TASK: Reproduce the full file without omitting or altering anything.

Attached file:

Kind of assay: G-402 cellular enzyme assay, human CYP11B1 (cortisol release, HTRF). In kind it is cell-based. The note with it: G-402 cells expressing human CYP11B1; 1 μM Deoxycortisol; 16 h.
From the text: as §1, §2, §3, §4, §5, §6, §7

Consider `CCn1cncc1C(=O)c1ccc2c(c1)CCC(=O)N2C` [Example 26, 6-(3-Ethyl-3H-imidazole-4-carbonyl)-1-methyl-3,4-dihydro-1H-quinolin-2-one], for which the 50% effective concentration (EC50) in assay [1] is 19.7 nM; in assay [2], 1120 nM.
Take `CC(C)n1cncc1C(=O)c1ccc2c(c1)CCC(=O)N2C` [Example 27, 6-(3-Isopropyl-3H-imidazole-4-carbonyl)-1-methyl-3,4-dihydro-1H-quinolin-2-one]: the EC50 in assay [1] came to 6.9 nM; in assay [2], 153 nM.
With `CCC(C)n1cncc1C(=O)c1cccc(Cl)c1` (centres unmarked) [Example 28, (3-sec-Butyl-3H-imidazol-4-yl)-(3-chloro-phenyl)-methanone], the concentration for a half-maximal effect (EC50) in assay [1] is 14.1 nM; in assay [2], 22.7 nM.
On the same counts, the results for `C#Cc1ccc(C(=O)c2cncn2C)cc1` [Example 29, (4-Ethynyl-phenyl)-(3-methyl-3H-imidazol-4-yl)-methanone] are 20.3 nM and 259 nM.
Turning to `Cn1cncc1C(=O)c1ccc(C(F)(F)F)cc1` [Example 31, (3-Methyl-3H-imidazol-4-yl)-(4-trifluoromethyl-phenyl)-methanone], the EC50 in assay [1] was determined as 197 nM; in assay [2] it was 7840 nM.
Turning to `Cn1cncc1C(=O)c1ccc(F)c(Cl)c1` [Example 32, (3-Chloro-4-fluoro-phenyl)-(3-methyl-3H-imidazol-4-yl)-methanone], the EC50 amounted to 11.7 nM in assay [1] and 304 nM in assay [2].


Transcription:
Kind of assay: G-402 cellular enzyme assay, human CYP11B1 (cortisol release, HTRF). In kind it is cell-based. The note with it: G-402 cells expressing human CYP11B1; 1 μM Deoxycortisol; 16 h.
From the text: as §1, §2, §3, §4, §5, §6, §7

Consider `CCn1cncc1C(=O)c1ccc2c(c1)CCC(=O)N2C` [Example 26, 6-(3-Ethyl-3H-imidazole-4-carbonyl)-1-methyl-3,4-dihydro-1H-quinolin-2-one], for which the 50% effective concentration (EC50) in assay [1] is 19.7 nM; in assay [2], 1120 nM.
Take `CC(C)n1cncc1C(=O)c1ccc2c(c1)CCC(=O)N2C` [Example 27, 6-(3-Isopropyl-3H-imidazole-4-carbonyl)-1-methyl-3,4-dihydro-1H-quinolin-2-one]: the EC50 in assay [1] came to 6.9 nM; in assay [2], 153 nM.
With `CCC(C)n1cncc1C(=O)c1cccc(Cl)c1` (centres unmarked) [Example 28, (3-sec-Butyl-3H-imidazol-4-yl)-(3-chloro-phenyl)-methanone], the concentration for a half-maximal effect (EC50) in assay [1] is 14.1 nM; in assay [2], 22.7 nM.
On the same counts, the results for `C#Cc1ccc(C(=O)c2cncn2C)cc1` [Example 29, (4-Ethynyl-phenyl)-(3-methyl-3H-imidazol-4-yl)-methanone] are 20.3 nM and 259 nM.
Turning to `Cn1cncc1C(=O)c1ccc(C(F)(F)F)cc1` [Example 31, (3-Methyl-3H-imidazol-4-yl)-(4-trifluoromethyl-phenyl)-methanone], the EC50 in assay [1] was determined as 197 nM; in assay [2] it was 7840 nM.
Turning to `Cn1cncc1C(=O)c1ccc(F)c(Cl)c1` [Example 32, (3-Chloro-4-fluoro-phenyl)-(3-methyl-3H-imidazol-4-yl)-methanone], the EC50 amounted to 11.7 nM in assay [1] and 304 nM in assay [2].